If Shao has a stronger scholastic track record that's great but I don't think that necessarily means he is going to be a better president. His academic qualifications might provide faculty with a sense of validation or provide him with greater authenticity in their eyes, but the skill sets of an individual scholar and those of an organizational leader are quite different.

Though my experiences in the classroom as an instructor allowed me to better understand scholastic needs and conditions of facutly and students, it did very little to prepare me for dealing with the facilities, financial, personel and policy matters which are critical to my role as a supervisor.

If you need something powerful to pull the wagon, you don't turn your nose up at a tractor because it never ate straw.

Anonymous said...

Without a doubt, Benson is the most capable leader for Eastern's current needs.

While I respect Shao's academic record, his leadership experience is limited, as he has only been Dean since 2009. Further, he has produced no substantial track record of transformational fundraising activity (CV indicates $1.555 million raised in 2012).

Benson raised $85 million in six years at a rural university with half the enrollment of Eastern in arguably the most difficult fundraising environment of this generation. That is nearly double the entire Eastern endowment. Just imagine what Eastern could do with that amount of funding!

Anonymous said...

Funny how some want to emphaszie Shao's scholarly credentials. It would only seem natural that an individual who has had more time both in years and academic responsibilities to produce a broader amount of schorlary material.

You are comparing apples and oranges here. You can do the same if you took fund raising - obviously Shao isn't even in the same league as Benson but Benson has been a President of two universities over the last decade. Shao may have produced a lot in the way of scholarship but being a dean for two or three years is not anywhere near being a president. Shao can talk a good game but he has no real experience dealing with the multitude of dynamics assocaited with leading a university and all that entails. Writing a bunch of article or visitng a bunch of countries isn't going to help him deal with the realities of leading a university.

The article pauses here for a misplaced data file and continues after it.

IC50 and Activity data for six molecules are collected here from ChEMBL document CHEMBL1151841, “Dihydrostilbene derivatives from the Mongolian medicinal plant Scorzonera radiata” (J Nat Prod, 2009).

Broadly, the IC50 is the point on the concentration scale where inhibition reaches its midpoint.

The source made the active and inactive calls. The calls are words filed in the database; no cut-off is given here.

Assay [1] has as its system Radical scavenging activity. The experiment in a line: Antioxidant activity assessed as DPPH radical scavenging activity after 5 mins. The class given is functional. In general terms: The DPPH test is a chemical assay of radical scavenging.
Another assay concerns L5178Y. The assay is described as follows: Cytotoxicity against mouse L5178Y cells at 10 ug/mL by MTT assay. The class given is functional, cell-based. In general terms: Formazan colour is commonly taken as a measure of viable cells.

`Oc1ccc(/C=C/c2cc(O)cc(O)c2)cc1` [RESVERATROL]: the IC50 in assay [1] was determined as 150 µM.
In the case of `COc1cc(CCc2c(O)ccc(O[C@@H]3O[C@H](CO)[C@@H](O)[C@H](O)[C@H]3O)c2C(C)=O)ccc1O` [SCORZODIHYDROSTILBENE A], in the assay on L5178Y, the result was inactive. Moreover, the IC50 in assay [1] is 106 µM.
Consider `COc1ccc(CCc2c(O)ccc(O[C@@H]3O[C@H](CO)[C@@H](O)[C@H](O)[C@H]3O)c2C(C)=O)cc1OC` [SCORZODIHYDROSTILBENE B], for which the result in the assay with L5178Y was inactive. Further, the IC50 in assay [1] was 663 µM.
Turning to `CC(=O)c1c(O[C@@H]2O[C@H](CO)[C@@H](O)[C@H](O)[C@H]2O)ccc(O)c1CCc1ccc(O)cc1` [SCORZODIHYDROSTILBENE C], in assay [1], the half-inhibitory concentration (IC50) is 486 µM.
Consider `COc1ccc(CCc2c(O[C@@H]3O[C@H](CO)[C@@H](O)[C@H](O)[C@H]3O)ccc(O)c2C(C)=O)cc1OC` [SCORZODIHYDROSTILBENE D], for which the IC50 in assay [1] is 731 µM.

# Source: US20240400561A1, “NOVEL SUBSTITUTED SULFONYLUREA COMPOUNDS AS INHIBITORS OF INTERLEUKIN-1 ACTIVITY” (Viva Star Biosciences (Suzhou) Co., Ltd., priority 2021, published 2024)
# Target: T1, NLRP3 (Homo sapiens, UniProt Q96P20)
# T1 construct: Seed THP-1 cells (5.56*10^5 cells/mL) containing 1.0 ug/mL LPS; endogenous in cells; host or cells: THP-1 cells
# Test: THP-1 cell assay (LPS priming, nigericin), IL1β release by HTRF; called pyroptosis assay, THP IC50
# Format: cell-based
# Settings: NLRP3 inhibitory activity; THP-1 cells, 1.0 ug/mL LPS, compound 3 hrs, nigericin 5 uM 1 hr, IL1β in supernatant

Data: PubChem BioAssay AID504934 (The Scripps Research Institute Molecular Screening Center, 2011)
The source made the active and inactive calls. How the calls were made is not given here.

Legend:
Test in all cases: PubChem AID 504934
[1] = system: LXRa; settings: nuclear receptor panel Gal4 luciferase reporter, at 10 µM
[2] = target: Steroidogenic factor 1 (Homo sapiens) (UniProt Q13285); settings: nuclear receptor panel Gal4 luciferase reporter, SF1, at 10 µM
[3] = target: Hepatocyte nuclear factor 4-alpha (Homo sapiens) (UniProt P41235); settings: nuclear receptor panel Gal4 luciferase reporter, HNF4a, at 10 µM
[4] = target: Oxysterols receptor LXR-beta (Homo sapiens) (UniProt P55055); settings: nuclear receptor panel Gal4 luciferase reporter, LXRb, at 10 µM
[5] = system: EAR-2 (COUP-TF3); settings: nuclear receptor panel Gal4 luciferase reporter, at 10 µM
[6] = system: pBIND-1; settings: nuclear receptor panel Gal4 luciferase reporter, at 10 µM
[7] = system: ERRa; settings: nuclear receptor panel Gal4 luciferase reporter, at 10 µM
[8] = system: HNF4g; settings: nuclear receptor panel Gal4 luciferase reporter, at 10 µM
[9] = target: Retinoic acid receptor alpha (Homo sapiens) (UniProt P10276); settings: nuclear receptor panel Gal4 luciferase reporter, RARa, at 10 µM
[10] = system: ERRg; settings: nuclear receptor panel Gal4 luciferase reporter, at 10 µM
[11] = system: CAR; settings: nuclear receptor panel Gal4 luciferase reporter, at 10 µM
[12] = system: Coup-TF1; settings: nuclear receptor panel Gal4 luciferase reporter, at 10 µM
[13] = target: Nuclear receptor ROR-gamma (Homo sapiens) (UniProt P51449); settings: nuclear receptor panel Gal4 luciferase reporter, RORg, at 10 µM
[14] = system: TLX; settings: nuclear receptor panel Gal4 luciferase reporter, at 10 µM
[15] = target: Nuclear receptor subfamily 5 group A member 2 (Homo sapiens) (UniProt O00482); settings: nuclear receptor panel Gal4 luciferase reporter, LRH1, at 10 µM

Richard Day said...

April 4, 2013 at 4:15 PM: While you are essentially arguing the same issues as me, I wouldn't be to quick to undersell Shao's accomplishments. He did much more than just visit a bunch of countries. The executive MBA program he built at UNCC was slick as could be and provided a very interesting model for building a student base abroad. On the downside, the program only lasted a handful of years after his departure.

Anonymous said...

EKU would have been nothing without Dr. Robert Martin and his political clout. A good president should have solid academic credentials, but being an executive and being a professor/scholar are two different things. Benson is the obvious choice. He's old enough to know and young enough to do. It sure will be nice to have a EKU president who voted for Mitt Romney!

Richard Day said...

April 4, 2013 at 10:26 PM: Mitt Romney!? I'm not sure what he has to do with anything. But I'd bet a nickel all three candidates voted that way (although, at any given moment, it's hard to know where Lassen is politically).

Anonymous said...

Are people forgetting that an offer could be made to either one of these individuals today and they could turn us down if their current schools make a better offer to keep them? Isn't there negotiation stages? I wouldn't be so sure we will know who our 12th President is today as I've read all over the press...

Richard Day said...

Good point...but these things have a funny way of working out.

In July 2009, when the Kentucky Board of Education met to officially "decide" who the next Education Commissioner would be, low and behold, standing there ready to be announced was Terry Holliday. It was never fully explained how that was possible without breaking Kentucky's Open Meetings law.

Don't forget, on some level the search firm is a vehicle for dodging state law.

Anonymous said...

President is important but even more critical is who he surrounds himself. Right now we have a lot of internal folks who have been moved up to cover opening on interim basis often. Dr. Vice is well regarded but I suspect that once the new president is situated, she and perhaps some other folks will soon be following Dr. Whitlock out the door to retirement or "returning to their true passion of teaching". Their replacements will be critical to where this president takes us and the culture which the university evolves toward.

Anonymous said...

Why do you think Benson raised so much money in Utah????? Do you honestly think he can even come close to these numbers in rural Kentucky?...There are significant cultural factors at play. C'mon, don't be naive.